Further reading: OHCHR – Documentation of UPR Sessions by Country

Special Procedures

Special Procedures‘ refers to the special rapporteurs, special representatives, independent experts and working groups that address country– or theme-specific mandates for the HRC. For example, a special rapporteur on human rights in North Korea was appointed in 2010, and in 2013 a commission of inquiry was created to investigate claims of severe rights violations coming from North Korean refugees.

Many of the mandates are thematic, however, and not related to any particular country. Browsing the simplified list of these themes below gives a sense of the current challenges facing human rights advocates around the world.
Further reading: OHCHR – Country mandatesOHCHR – Thematic mandates

  1. enforced or involuntary disappearances
  2. arbitrary detention
  3. extrajudicial, summary or arbitrary executions
  4. torture and other cruel, inhuman or degrading treatment or punishment
  5. internally displaced persons
  6. sale of children, child prostitution and child pornography
  7. armed conflict
  8. violence against women, its causes and consequences
  9. the issue of discrimination against women in law and in practice
  10. contemporary forms of racism, racial discrimination and xenophobia and religious intolerance
  11. contemporary forms ofslavery, including its causes and its consequences
  12. freedom of religion or belief
  13. the promotion and protection of the right to freedom of opinion and expression
  14. the situation of human rights defenders
  15. the rights of indigenous peoples
  16. the rights to freedom of peaceful assembly and of association
  17. the right to food
  18. the human right to safe drinking water and sanitation
  19. the promotion and protection of human rights while countering terrorism
  20. the human rights of migrants
  21. contemporary forms ofracism, racial discrimination, xenophobia and related intolerance
  22. trafficking in persons, especially women and children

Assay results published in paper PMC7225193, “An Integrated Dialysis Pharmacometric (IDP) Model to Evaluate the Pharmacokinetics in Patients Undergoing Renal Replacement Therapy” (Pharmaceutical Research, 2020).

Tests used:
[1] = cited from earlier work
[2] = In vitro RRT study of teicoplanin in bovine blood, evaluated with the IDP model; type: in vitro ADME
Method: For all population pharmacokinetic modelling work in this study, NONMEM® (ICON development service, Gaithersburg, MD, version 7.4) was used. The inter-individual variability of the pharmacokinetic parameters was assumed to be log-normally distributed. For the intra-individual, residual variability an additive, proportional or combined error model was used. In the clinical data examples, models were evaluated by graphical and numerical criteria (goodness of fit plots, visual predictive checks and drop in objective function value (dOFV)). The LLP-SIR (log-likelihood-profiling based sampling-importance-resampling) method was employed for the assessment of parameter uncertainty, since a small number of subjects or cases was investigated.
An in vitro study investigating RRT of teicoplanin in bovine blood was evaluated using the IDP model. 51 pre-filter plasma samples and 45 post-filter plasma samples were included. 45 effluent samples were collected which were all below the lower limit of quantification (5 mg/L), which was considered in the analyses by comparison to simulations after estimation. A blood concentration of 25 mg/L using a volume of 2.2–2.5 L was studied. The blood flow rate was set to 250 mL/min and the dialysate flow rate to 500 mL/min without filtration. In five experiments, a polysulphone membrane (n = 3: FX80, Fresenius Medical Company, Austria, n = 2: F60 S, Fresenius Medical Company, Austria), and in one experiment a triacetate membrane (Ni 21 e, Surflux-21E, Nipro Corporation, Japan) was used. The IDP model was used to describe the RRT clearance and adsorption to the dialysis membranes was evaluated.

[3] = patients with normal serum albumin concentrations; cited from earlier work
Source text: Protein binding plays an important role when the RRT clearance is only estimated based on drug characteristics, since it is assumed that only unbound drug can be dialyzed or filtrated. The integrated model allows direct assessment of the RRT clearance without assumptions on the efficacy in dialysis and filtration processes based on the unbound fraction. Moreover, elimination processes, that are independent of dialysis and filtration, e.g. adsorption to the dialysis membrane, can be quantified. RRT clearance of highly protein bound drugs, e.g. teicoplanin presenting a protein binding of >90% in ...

23. the issue of human rights and transnational corporations and other business enterprises

Office of the High Commissioner for Human Rights (OHCHR)

The OHCHR is the executive branch to the HRC’s legislative branch. The high commissioner’s office oversees the HRC and the staff work to promote and protect human rights and to support those working under the special procedures mechanisms.

Human Rights Defenders

Individual or group that work to defend or promote human rights and are not associated with any particular government or the UN itself are called human rights defenders. This includes human rights activists, observers, and civil society organizations (CSOs, also called NGOs). Defenders (like everyone) have a right to criticize and protest against violations of human rights, and governments have a responsibility to promote and protect the defenders. Defenders fill important roles of being impartial observers or providing a critical voice about the actions of a government, and the comments and testimony of recognized defenders are often included during the UPR process or the sessions of other rights committees.
Further reading: OHCHR – Who is a defender

About Author

Daniel Corks

Daniel worked as an HRM intern before becoming a research fellow at KHRF and taking on the role of editor on the HRM project. He is currently an assistant professor at Dongshin University. View all posts by Daniel Corks →